St Mary and All Saints Cathedral and other properties had been occupied by Dr Nolbert Kunonga, a former bishop who was excommunicated from the Anglican Communion in 2007 over his support for Robert Mugabe.
The properties were finally returned to the Church of the Province of Central Africa after the Zimbabwean Supreme Court found in its favour.
The court victory was celebrated by a historic thanksgiving service in Harare attended by a thousand worshippers.
The Bishop of Harare, the Right Reverend Chad Gandiya said: “All those five years we were driven from our churches and went into exile, life was not easy but God was with us. We survived and found grace in exile.”
He called upon Anglicans to work together in rebuilding the diocese, saying that many of the churches and schools were in need of renovation after years of neglect.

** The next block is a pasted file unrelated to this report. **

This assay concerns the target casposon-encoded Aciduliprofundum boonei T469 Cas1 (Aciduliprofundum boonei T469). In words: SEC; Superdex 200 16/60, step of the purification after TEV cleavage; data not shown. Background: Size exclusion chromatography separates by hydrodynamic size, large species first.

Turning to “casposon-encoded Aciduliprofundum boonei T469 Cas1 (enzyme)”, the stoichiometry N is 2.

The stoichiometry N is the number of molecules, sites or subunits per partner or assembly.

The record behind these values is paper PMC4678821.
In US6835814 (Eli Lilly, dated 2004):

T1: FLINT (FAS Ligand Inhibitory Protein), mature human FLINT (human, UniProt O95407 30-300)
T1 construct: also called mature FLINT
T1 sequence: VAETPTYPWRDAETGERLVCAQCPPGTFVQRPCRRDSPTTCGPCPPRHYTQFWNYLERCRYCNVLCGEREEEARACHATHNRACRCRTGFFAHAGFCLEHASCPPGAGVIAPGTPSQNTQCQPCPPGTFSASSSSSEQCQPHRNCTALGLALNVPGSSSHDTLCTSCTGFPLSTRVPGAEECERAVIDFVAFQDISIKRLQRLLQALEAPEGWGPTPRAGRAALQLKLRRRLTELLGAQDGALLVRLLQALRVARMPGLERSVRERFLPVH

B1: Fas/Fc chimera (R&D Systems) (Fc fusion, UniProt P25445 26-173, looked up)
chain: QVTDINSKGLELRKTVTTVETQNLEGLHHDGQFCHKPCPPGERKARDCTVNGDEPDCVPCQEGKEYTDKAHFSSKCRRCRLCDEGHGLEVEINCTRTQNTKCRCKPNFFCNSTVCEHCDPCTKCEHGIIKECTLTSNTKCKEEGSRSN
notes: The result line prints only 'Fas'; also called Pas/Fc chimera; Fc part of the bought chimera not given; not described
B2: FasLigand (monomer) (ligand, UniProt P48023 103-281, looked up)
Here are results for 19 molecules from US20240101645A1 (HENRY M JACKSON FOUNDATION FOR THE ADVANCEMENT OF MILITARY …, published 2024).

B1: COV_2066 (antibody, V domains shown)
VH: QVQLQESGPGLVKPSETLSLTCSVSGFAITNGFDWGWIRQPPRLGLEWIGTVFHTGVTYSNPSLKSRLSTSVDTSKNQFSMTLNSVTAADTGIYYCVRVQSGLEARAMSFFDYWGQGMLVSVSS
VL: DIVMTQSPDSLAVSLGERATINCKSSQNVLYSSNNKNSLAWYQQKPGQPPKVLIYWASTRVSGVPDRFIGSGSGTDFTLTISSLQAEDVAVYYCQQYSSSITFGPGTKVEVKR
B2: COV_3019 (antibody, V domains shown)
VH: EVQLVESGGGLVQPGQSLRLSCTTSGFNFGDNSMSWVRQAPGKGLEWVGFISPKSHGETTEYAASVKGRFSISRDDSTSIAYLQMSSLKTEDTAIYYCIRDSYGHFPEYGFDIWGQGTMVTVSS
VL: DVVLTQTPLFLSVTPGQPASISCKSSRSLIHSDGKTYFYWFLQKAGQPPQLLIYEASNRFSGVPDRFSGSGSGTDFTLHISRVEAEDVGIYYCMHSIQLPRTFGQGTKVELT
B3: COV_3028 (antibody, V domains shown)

“As we journey from the past, pressing on towards the goal together, there is a lot of work to be done in the area of rebuilding our diocese,” he said.
The Primate of the Province, Archbishop Albert Chama, said, “You are going back to your churches to worship God in dignity as it was intended to be. Be strong as you are a testimony to the rest of the church.
"Continue and never relent because wherever we are we say we are learning from the church in Zimbabwe.”
A message of congratulations was sent to the Diocese of Harare from the Archbishop of Canterbury, Dr Rowan Williams.
In it, the Archbishop praised the way in which they had persevered through the many difficulties of the last five years.
“You have faced threats of violence and arrest and yet your faith has not weakened, rather it has grown stronger,” he said.
“I want to commend particularly the leadership of Bishop Chad Gandiya and Bishop Sebastian Bakare before him, as they have embodied authentic Christian servant-hearted leadership. Through all this, your faith has been a beacon of light to the rest of the Anglican Communion.”